When Markerly graduated from 500 Startups in 2012, it was a content sharing platform. The company’s goal was to help publishers grow web traffic form social media. But if Upworthy, ViralNova and its peers have taught us anything, it’s that publishers can do this just fine on their own, provided they write the right kinds of headlines.
Bloggers were interested in the product — many signed up. The problem was Markerly was a “nice to have,” not a “need to have.” What bloggers needed was new ways to make money.
So after a few months in the market fundraising, Markerly decided to go back to the drawing board. Six months ago, the company landed on a version of its platform which publishers actually need: Markerly became an “influencer platform” comparable to RewardStyle, Traackr and others.
The change, co-founder Sarah Ware says, “has been working out beautifully for us.” Markerly promptly raised $600,000 in seed funding from Valley angel investor Massy Mehdipour (the company has raised an additional $200,000 from angels and 500 Startups).
The company was able to round up 20,000 bloggers from a variety of categories, including mom bloggers, sports bloggers, and outdoor lifestyle bloggers. Currently, Markerly is running 15 campaigns per month with brands like Levi’s, Lyft, eMails and Skillshare. One Levi’s campaign, which used 40 influencers, generated 164,000 reads and 84 million article recommendations, Ware says.
The Markerly platform matches bloggers with brands who want to reach their audience. The difference between Markerly and other influencer platforms is that Markerly charges on a “price per read” and is not limited to the apparel, beauty and accessories categories. Likewise, the company prides itself on the fact that it has code on all of its bloggers’ sites and can deliver data such as CTR, traffic, cost-per-read, as well as demographic information of readers, cookies for retargeting and predictive analytics such as how likely a reader of a certain blog is to buy a product they read about.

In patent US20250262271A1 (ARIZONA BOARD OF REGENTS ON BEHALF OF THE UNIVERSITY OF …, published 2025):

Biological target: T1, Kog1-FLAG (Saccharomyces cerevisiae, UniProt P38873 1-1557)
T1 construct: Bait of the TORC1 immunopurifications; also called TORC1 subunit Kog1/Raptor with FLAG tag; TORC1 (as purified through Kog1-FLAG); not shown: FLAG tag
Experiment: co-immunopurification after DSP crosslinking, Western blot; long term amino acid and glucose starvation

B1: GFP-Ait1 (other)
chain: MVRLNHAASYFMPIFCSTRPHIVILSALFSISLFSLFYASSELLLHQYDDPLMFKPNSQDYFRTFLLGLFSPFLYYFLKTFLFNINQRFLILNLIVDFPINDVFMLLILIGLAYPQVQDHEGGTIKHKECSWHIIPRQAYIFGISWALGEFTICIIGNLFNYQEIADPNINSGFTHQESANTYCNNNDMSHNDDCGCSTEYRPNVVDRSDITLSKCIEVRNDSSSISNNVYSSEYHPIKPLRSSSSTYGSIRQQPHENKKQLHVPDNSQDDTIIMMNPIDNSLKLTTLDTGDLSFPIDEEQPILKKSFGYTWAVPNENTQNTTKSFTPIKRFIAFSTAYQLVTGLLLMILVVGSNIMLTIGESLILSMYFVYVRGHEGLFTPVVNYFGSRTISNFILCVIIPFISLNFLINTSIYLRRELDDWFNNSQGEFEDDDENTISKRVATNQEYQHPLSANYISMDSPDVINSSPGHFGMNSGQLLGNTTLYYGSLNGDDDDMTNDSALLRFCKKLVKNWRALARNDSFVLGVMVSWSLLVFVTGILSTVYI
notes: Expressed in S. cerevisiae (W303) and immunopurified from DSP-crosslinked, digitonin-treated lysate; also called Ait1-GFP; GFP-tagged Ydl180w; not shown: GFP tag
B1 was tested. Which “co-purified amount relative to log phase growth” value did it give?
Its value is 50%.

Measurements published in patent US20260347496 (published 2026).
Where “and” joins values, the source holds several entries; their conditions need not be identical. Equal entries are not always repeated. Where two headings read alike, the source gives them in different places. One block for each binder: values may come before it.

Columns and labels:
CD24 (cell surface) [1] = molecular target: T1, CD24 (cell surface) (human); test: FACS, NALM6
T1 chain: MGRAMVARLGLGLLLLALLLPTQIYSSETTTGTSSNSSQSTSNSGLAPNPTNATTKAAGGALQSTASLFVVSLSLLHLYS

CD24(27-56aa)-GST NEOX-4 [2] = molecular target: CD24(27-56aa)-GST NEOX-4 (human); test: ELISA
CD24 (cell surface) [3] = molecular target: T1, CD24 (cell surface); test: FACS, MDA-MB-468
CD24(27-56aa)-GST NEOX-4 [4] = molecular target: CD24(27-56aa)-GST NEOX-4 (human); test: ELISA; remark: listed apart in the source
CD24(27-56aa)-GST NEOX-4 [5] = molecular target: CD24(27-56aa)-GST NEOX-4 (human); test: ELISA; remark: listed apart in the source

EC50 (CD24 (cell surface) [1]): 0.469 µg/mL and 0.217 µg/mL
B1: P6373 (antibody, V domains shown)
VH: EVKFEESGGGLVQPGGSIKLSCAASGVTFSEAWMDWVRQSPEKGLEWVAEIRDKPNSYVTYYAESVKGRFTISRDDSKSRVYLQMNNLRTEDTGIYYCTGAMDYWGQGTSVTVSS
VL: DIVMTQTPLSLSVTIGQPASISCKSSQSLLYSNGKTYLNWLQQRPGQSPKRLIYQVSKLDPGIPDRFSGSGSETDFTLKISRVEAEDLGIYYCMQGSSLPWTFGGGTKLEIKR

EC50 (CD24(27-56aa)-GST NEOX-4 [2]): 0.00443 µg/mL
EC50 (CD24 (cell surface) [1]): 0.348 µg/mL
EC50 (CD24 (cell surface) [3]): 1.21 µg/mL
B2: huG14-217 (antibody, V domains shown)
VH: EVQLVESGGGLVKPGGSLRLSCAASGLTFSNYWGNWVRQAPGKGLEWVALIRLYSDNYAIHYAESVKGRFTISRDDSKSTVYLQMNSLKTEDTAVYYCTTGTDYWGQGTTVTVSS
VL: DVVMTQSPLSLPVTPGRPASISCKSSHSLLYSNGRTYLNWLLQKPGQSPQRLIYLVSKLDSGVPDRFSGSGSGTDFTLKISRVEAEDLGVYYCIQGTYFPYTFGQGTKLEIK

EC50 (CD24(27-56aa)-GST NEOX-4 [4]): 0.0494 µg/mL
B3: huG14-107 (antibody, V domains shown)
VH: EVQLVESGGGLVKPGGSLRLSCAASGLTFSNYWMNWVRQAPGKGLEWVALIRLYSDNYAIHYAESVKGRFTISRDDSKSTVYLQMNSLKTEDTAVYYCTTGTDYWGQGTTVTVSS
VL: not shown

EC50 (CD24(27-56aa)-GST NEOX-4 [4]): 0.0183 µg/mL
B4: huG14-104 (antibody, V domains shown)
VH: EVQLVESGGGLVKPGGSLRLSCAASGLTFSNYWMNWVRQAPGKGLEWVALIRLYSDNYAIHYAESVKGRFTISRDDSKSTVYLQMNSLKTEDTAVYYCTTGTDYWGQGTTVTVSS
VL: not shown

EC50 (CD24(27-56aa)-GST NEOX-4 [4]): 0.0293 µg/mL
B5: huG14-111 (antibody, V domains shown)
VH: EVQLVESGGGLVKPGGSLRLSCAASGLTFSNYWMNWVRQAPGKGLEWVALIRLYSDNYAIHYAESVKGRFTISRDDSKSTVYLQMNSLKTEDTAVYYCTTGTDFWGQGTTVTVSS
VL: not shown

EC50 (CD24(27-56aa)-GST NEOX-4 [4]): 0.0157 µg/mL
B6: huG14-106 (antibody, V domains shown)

Bloggers have steadily gained in influence over the past few years, and brands are recognizing their power to drive sales. RewardStyle’s network of fashion bloggers drove $150 million in sales last year.
Campaigns on Markerly are charged by “price per read,” which focuses on delivering an engaged audience, versus a flat fee on a story that perhaps no one reads. Campaigns start at $10,000 and go up from there, and Markerly takes a cut of each campaign.
Part of the challenge with influencer marketing is that it’s a service business, not unlike a slightly more efficient advertising agency. Startups like Markerly must have a human managing each campaign. However, the company has built some efficiencies to help automate as much of the business as possible, such as identifying the right bloggers for a campaign, verifying that a sponsored post is up with all the right links in place, pay bloggers and A/B test ads for retargeting a sponsored post on Facebook and display ads around the Web.